As we slowed into the bay, Patrick cut off the engine. For the past hour our ears had been pounded by wind and the sound of the boat motor. I’d not really noticed until a deafening silence fell upon us, and a ‘picture perfect paradise’ was unveiled. A bright white beach littered with fallen coconuts, framed by tall swaying palms. This was the epitome of a desert island, of Robinson Crusoe. It was beyond tropical. I was completely speechless, I cried.

Checking-in to paradise

Passing half a dozen wooden bungalows, we drifted towards a larger one joined to the land by a jetty. Boy threw our bags onto its big open deck, gesturing to make our way inside. Assuming this was ‘reception’ we clambered on, expecting Boy and Patrick to follow behind. Instead, they reversed the boat and we were left standing there scratching our heads!

Raja Ampat Beser Bay homestay overwater bungalow
I’ll take the big one at the end please! Our new home couldn’t have been more perfect…

Inside the bungalow there was a small table with a plate of doughnuts on it, a mattress on the floor and a hammock hanging above it. Everything was spotlessly clean. It finally sunk in, this wasn’t the reception at all, this was our home.

We may never want to leave!

Our new home had quite the view. Looking out over the open ocean, the sunset on our first night was without a doubt one of the most impressive skies we had ever laid eyes on. The sea was perfectly still and we watched in amazement as a pod of dolphins swam by on the house reef.

Raja Ampat amazing sunset Beser Bay
With no TV or internet, our only source of entertainment would be the natural wonders around us

How was it that just a few weeks prior I’d been trotting around Mayfair for meetings at Selfridges and flying off to Jewellery trade shows. Worrying about things like my hair and nails? Vanity would not matter out here. All of a sudden I felt so free!

At 7pm a little bell rang. It was dinner time. Boys wife Tina had prepared us a feast of fresh fish. Each plate was carefully laid out and decorated with leaves and flowers. Everything tasted exotic and delicious.

That night we were a bit concerned sleeping in our simple bungalow. The closest I could compare it to was on our private liveaboard in Komodo. Making sure the mosquito net was well tucked in, I shut my eyes and ran the days intrepid journey to Raja Ampat over in my head. I’d dreaded so much about coming here, but could already feel myself falling in love with this place.

Waking in the wilderness

At sunrise we woke to the craziest jungle melody, the tropical birds in the forest burst into song. Somehow Boy noticed we were up and approached our bungalow with a fresh flask of hot water and cakes. Tina is a wonderful baker. These graceful people were so sweet and kind! Their service was far superior to any 5 star resort we had ever stayed in.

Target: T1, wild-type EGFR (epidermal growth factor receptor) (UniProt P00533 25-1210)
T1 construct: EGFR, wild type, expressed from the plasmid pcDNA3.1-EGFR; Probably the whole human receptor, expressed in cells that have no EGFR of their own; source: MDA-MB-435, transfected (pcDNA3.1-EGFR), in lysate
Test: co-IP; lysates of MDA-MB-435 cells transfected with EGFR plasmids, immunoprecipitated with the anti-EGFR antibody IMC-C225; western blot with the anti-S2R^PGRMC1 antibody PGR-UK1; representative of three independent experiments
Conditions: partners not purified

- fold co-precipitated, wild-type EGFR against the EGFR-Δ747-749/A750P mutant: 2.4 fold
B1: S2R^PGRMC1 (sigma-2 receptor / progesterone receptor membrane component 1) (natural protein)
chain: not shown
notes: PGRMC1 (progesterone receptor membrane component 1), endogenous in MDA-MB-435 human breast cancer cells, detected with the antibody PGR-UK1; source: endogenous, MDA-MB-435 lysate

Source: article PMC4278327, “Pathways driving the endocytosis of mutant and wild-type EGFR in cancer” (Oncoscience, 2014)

Time to get our snorkel on!

Drinking coffee while dangling our legs over the deck, the lagoon beneath us was alive and glistened in the morning light. Colourful box fish, sting rays and baby reef sharks circled in the crystal clear waters beneath our feet.

We had already snorkelled some pretty spectacular reefs in Komodo and Bunaken. However Raja Ampat is the most marine diverse place on the planet and we had some pretty high expectations. Already blown away by what we’d seen above the water, we were so excited to finally see if the underwater world lived up to its hype.

Raja Ampat snorkelling fan coral fish
Now I understood why Nick wanted to come here so much

Thankfully the hype was real… jumping into the warm turquoise sea, we swam out to the drop off to find a pristine reef with an impressive expanse of colourful soft corals and many species of fish which we had never seen before.

Little did we know, this was just the beginning of our love affair with Raja Ampat and our initial 34 day stay would become significantly longer…

Was Raja Ampat worth the journey?

I’ve always been obsessed with tropical places, so in a way, Raja Ampat was like a dream come true. But there were many strings attached to that dream.

The physical journey to Raja Ampat isn’t the easiest but the hardest part for me was the mental journey. In my head I built up such a stigma about the journey itself, and spent so long labouring over these points that I completely forgot about how lucky we were to be travelling there. So when we finally arrived (alive and well!) I felt an overwhelming sense of relief, a release of pent up emotions which I’d been holding onto for so long.

Beser Bay Bungalow
Is Raja Ampat worth the journey? YES!

Raja Ampat is a pure overload for the senses. My anxieties naturally disappeared as I took in the simplicity and beauty of our surroundings. How could anyone not wish to be here? I have never felt so close to nature, and so alive.

Aside from quitting my job to go travelling and learning how to dive, I consider venturing to Raja Ampat as one of my biggest life achievements and can honestly say that it is SO worth the journey!

On reflection

I never would have experienced this incredible place if it weren’t for Nicks persuasiveness, or if he had agreed with my list of concerns and taken Raja Ampat off our itinerary. I fell head over heels in love with Raja Ampat, so much so that we have been back 3 times already, and would go again in a heartbeat.

Thinking of planning a trip to Raja Ampat?